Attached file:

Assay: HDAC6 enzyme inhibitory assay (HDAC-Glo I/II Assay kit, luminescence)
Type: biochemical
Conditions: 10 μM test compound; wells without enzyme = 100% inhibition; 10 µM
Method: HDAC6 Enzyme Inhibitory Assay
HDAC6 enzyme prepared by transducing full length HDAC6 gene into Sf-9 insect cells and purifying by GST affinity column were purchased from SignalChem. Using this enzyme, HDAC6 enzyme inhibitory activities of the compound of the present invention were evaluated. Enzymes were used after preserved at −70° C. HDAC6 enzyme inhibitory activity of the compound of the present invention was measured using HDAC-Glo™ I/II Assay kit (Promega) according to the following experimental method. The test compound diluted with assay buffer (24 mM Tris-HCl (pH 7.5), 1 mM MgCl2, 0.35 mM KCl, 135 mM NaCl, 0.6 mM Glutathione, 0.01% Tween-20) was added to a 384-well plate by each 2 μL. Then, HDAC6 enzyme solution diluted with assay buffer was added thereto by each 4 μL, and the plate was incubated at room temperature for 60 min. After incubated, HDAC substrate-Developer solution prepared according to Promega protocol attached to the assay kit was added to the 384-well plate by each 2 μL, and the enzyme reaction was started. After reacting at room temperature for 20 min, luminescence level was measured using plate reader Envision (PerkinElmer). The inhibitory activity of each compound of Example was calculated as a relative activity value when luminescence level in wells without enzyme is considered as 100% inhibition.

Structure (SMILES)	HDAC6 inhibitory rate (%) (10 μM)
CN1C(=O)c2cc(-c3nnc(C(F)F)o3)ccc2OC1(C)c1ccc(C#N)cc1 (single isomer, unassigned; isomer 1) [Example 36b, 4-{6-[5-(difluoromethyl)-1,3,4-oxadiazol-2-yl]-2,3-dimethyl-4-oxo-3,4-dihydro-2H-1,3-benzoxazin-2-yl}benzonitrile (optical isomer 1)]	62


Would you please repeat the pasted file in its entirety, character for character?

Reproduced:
Assay: HDAC6 enzyme inhibitory assay (HDAC-Glo I/II Assay kit, luminescence)
Type: biochemical
Conditions: 10 μM test compound; wells without enzyme = 100% inhibition; 10 µM
Method: HDAC6 Enzyme Inhibitory Assay
HDAC6 enzyme prepared by transducing full length HDAC6 gene into Sf-9 insect cells and purifying by GST affinity column were purchased from SignalChem. Using this enzyme, HDAC6 enzyme inhibitory activities of the compound of the present invention were evaluated. Enzymes were used after preserved at −70° C. HDAC6 enzyme inhibitory activity of the compound of the present invention was measured using HDAC-Glo™ I/II Assay kit (Promega) according to the following experimental method. The test compound diluted with assay buffer (24 mM Tris-HCl (pH 7.5), 1 mM MgCl2, 0.35 mM KCl, 135 mM NaCl, 0.6 mM Glutathione, 0.01% Tween-20) was added to a 384-well plate by each 2 μL. Then, HDAC6 enzyme solution diluted with assay buffer was added thereto by each 4 μL, and the plate was incubated at room temperature for 60 min. After incubated, HDAC substrate-Developer solution prepared according to Promega protocol attached to the assay kit was added to the 384-well plate by each 2 μL, and the enzyme reaction was started. After reacting at room temperature for 20 min, luminescence level was measured using plate reader Envision (PerkinElmer). The inhibitory activity of each compound of Example was calculated as a relative activity value when luminescence level in wells without enzyme is considered as 100% inhibition.

Structure (SMILES)	HDAC6 inhibitory rate (%) (10 μM)
CN1C(=O)c2cc(-c3nnc(C(F)F)o3)ccc2OC1(C)c1ccc(C#N)cc1 (single isomer, unassigned; isomer 1) [Example 36b, 4-{6-[5-(difluoromethyl)-1,3,4-oxadiazol-2-yl]-2,3-dimethyl-4-oxo-3,4-dihydro-2H-1,3-benzoxazin-2-yl}benzonitrile (optical isomer 1)]	62